In order to have as little recourse as possible to coal and nuclear power plants, Economics Minister Robert Habeck is proposing that Germans take shorter showers or even cold showers, much to the displeasure of the confrontational northern liberal Wolfgang Kubicki. He counters that he will shower until he is finished. My guess is that Kubicki has been whistling another song in the shower since the Habeck appeal and is taking more time than before to clean his body.
That’s the way it is with such appeals. Those to be reached counter with: why don’t you do better first! An unworthy interplay begins. “Why don’t you drive less?” – “As long as you still eat meat, I won’t drive less.”
We know this from our own childhood: the raised forefinger and advice with an instruction-like character go down very badly.
It’s even worse when they’re given by people who don’t take responsibility themselves. That’s how it feels when I read about Ben van Beurden. That’s the Dutch CEO of petroleum and natural gas giant Shell. The group made headlines a few days ago with a new record profit. 17.1 billion euros rang in the coffers of the oil giant. The record profits are particularly pleasing to Shell CEO van Beurden himself. He doubled his salary and a few days ago virtually declared himself and his company not responsible when it comes to more climate protection and the energy transition. “Supply has to adapt,” van Beuren explained, adding: “But it has to adapt to lower demand.” I’ll translate: As long as people want oil and demand it, Shell will continue to supply oil. It’s up to the others to get started.
From a business perspective, that may be fine. But who will take the first step now? Shell? No, the company doesn’t feel responsible. After all, the world wants oil and gas. The consumers? No, as long as there is still hot water, most people don’t want to take cold showers voluntarily. Politicians? No, because they are afraid of being caught between two stools and don’t know whether they should turn off the gas to the economy or to the households first, if it should become scarce.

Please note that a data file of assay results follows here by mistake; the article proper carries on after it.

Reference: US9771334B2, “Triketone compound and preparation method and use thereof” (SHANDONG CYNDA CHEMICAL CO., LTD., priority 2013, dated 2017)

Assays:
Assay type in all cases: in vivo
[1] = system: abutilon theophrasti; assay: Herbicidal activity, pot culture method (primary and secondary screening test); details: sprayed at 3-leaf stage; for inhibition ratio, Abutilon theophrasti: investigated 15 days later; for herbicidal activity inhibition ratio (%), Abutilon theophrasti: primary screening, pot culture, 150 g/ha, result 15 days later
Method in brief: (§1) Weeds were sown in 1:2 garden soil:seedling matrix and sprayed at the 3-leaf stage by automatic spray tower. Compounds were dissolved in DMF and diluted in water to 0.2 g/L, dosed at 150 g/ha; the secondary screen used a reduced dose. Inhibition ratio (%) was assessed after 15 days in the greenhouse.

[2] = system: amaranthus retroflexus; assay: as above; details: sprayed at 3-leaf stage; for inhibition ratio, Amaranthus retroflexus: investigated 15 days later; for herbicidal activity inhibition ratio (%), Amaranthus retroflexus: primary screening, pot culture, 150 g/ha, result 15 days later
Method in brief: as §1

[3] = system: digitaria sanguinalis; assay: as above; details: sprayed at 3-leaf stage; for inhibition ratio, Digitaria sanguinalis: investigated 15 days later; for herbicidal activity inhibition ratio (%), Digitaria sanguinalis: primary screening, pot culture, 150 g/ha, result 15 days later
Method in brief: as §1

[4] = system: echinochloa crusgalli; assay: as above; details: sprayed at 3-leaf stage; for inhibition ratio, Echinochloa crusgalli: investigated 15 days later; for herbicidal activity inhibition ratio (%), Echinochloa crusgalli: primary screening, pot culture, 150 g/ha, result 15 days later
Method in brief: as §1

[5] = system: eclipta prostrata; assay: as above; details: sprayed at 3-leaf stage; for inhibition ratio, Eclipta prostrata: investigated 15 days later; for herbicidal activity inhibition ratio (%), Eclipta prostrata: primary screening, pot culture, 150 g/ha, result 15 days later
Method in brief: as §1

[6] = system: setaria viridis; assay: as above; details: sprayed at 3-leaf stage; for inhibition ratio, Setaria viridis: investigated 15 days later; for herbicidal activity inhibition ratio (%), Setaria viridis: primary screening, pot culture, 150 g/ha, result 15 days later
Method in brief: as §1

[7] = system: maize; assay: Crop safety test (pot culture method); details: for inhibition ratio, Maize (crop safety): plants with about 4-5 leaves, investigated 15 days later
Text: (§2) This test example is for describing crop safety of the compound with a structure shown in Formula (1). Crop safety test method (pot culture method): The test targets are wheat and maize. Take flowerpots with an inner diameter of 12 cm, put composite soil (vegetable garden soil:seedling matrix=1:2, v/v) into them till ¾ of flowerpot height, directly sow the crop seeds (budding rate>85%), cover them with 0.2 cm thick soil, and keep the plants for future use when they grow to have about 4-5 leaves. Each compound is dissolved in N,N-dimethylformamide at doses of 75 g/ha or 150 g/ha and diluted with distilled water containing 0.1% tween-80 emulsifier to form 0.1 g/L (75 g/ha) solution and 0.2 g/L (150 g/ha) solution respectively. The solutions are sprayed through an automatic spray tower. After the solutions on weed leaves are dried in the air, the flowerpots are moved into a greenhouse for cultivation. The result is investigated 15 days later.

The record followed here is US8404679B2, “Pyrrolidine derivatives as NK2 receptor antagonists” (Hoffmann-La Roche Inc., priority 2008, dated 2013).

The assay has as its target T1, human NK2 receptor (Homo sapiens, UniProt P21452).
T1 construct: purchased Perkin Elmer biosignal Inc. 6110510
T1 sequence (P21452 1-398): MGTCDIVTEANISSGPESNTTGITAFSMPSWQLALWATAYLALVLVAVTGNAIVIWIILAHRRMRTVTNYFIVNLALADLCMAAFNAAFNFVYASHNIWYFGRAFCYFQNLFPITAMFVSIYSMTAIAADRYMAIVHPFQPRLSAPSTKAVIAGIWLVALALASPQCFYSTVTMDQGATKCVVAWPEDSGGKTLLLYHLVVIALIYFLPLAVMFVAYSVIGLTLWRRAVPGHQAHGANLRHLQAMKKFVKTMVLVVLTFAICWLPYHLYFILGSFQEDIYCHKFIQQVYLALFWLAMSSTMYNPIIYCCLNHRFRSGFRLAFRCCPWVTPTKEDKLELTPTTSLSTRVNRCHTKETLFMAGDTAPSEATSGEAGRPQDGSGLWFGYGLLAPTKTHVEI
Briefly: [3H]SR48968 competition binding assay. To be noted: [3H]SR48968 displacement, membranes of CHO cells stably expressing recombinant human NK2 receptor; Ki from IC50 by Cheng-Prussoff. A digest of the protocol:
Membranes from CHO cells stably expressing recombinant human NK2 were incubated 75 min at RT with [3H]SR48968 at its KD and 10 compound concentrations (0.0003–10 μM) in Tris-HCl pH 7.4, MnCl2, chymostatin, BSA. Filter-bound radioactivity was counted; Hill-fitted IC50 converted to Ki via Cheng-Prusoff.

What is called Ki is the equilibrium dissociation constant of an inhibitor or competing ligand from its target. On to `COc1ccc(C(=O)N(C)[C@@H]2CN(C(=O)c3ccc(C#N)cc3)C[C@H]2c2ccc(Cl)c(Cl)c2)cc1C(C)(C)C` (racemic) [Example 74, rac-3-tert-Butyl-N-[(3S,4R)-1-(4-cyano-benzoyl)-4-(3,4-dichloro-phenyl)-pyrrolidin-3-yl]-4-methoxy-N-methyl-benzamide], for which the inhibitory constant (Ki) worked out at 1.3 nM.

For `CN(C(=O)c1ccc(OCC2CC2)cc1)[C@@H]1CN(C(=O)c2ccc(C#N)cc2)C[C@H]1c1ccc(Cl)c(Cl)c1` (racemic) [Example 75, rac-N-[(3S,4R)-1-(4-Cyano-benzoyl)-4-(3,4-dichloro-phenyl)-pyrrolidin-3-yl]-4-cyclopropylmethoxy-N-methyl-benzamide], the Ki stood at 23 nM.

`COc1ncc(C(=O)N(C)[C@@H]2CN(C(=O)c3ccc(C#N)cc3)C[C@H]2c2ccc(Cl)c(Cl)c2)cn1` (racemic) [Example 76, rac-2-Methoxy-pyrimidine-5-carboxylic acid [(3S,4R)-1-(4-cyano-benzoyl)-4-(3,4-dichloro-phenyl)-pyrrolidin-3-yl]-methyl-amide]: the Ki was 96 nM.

Do you realize what is at stake here? We are shying away from responsibility. Of course, I think, I have no influence on what Shell does. But in my own household, I’m my own CEO, even if that doesn’t mean my three daughters listen to me. The raised forefinger doesn’t work at all there.
A little anecdote. When it comes to waste separation, I’m a stickler. So I also emphatically instructed my daughters to break down each recycled package into its various components. The reaction? Defiantly. They even started teasing me, wantonly dumping disposable deposit bottles in the yellow garbage can. Only to be amused by the way I had to fish the valuable raw materials out of the garbage can again.
I tried a different approach. With explanations, with empathy, with shared experiences. At some point, we applied the first compost produced from our own organic waste to our flower beds. A momentum of its own developed. In the meantime, we have become allies when it comes to waste separation and recycling.
Alliances – we need them on a social level, too. Only as allies can we achieve something. Together. Maybe Habeck should send a social media post from the cold shower and tag Wolfgang Kubicki in it. Let’s see if he doesn’t hurry up a bit more. And the Shell boss? He’ll earn less in the long run if we hurry to take a shower. As you can see, there’s a lot you can do yourself.